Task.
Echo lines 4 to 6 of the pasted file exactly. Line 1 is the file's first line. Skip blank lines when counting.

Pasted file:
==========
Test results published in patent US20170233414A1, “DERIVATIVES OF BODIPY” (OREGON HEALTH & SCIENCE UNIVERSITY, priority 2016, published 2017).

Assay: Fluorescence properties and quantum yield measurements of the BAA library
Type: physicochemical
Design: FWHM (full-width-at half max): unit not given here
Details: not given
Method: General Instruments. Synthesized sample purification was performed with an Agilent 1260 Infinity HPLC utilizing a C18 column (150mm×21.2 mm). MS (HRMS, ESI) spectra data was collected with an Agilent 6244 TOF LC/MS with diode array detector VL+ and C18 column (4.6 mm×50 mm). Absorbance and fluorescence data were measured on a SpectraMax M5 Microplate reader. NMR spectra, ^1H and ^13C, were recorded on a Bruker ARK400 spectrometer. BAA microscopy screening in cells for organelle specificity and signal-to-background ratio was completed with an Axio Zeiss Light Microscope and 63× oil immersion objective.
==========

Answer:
Design: FWHM (full-width-at half max): unit not given here
Details: not given
Method: General Instruments. Synthesized sample purification was performed with an Agilent 1260 Infinity HPLC utilizing a C18 column (150mm×21.2 mm). MS (HRMS, ESI) spectra data was collected with an Agilent 6244 TOF LC/MS with diode array detector VL+ and C18 column (4.6 mm×50 mm). Absorbance and fluorescence data were measured on a SpectraMax M5 Microplate reader. NMR spectra, ^1H and ^13C, were recorded on a Bruker ARK400 spectrometer. BAA microscopy screening in cells for organelle specificity and signal-to-background ratio was completed with an Axio Zeiss Light Microscope and 63× oil immersion objective.